A few weeks ago, a friend told me he didn’t like movies where the main character died. He felt this was just the writer’s way at trying to be realistic. It was early, so my writing brain hadn’t sufficiently kicked on to properly argue with him. So here is my response . . . albeit a couple weeks late.
As human beings, we look to fiction for a lot of different things – but realism isn’t one of them. We get plenty of that on the news. This isn’t to say gritty realism has no part in writing. No matter what the genre, a sense of realism helps ground the reader in the setting and plot. But it’s rarely the end-all-be-all driving the story. Instead, something else is at play.
Most people prefer happy endings.
I suspect most writers prefer happy endings
So why write otherwise?
It’s because, as Dave Wolverton once said, powerful trumps happy. Some of the most powerful moments in movie history are from otherwise unhappy endings. Just look at “Casablanca”. (Sorry for the seventy-four year spoiler, but if you haven’t seen it yet . . . shame on you). Bogart’s Rick Blaine ultimately does the right thing, even though it means saying farewell to the love of his life, Ingrid Bergman’s IIsa, leading to the one of the most memorable scenes in cinematic history.
But this isn’t to say the powerful ending is always the right ending.
Any ending, happy or otherwise, has to be satisfying in order to be effective. A happy ending can be undermined if the main character hasn’t developed or the plot’s resolution seems forced. Similarly. the impact of a serious ending can be marginalized if the reader feels cheated by a twist or feels the resolution is lacking.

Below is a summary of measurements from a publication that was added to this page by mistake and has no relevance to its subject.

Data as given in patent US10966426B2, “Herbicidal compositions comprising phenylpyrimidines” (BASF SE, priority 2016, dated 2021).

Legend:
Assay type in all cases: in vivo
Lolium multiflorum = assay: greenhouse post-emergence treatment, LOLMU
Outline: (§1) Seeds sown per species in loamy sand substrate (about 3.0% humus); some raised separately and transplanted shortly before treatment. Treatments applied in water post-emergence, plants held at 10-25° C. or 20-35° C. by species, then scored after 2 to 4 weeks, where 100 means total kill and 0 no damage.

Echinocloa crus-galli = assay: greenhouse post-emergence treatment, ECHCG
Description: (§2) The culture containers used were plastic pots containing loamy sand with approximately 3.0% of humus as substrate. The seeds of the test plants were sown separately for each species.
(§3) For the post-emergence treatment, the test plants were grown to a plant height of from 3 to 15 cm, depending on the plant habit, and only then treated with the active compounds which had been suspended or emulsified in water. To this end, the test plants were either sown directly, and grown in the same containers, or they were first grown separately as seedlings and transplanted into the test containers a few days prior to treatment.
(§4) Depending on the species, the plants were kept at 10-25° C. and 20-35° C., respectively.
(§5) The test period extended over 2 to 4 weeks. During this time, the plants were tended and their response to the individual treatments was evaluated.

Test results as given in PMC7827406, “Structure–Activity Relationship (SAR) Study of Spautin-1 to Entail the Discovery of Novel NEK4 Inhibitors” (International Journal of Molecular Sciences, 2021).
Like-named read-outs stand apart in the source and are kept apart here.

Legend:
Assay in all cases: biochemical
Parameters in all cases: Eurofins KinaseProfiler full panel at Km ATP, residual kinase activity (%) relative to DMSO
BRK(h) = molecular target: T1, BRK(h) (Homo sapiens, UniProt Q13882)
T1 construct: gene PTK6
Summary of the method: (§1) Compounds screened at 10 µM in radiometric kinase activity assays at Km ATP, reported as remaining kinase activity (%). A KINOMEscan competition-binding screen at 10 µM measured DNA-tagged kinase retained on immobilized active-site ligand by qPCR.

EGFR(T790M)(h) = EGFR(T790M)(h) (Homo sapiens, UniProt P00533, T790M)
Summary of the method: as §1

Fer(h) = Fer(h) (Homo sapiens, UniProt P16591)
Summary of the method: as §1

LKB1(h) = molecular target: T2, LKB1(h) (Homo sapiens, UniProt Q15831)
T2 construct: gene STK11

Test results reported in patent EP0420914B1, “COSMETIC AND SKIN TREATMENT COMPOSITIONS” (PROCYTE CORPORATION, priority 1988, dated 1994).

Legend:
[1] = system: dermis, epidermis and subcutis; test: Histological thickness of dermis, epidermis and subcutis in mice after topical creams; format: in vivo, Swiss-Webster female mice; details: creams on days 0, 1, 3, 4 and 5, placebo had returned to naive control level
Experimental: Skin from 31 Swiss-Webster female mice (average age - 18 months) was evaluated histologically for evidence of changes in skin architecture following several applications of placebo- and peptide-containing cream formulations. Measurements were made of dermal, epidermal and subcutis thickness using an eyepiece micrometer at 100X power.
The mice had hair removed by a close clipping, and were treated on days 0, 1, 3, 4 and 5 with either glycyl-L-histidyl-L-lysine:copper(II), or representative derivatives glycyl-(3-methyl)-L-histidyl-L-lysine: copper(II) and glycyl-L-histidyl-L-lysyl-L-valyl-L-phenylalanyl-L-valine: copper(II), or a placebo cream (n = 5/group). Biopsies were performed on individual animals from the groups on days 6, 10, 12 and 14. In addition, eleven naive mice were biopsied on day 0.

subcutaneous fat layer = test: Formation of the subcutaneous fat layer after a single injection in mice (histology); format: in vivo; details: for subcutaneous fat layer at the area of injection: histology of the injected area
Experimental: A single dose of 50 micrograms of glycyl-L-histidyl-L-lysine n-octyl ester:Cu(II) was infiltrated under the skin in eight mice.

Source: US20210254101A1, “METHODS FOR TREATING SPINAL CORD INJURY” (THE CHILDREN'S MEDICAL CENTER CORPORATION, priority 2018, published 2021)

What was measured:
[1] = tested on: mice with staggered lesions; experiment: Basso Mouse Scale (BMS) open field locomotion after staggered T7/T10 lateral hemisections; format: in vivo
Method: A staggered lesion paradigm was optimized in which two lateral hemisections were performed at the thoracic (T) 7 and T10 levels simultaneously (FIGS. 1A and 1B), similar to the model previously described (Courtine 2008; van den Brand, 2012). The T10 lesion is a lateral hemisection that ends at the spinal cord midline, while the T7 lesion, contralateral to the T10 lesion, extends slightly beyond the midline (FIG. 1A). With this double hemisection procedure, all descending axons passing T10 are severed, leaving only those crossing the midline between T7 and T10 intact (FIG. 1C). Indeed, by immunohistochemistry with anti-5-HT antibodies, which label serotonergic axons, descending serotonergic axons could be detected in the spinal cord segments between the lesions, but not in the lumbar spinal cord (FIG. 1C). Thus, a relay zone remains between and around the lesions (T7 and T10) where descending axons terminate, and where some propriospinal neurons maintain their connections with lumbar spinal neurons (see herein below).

Maybe all of this is why many good endings are a bit of both. Often times a character must make a sacrifice to achieve his or her happy ending, whether it is the loss of a mentor, the loss of innocence, or something else entirely. Meanwhile some stories end without a clear view of the resolution, offering a sense of ambiguity that prompts responses which vary with every member of the audience.
Ultimately, an ending is an culmination of a collaboration between both the the writer and the audience. As such, the ending, whether it be happy, sad or all of the above, is up to what you – and the reader – make it.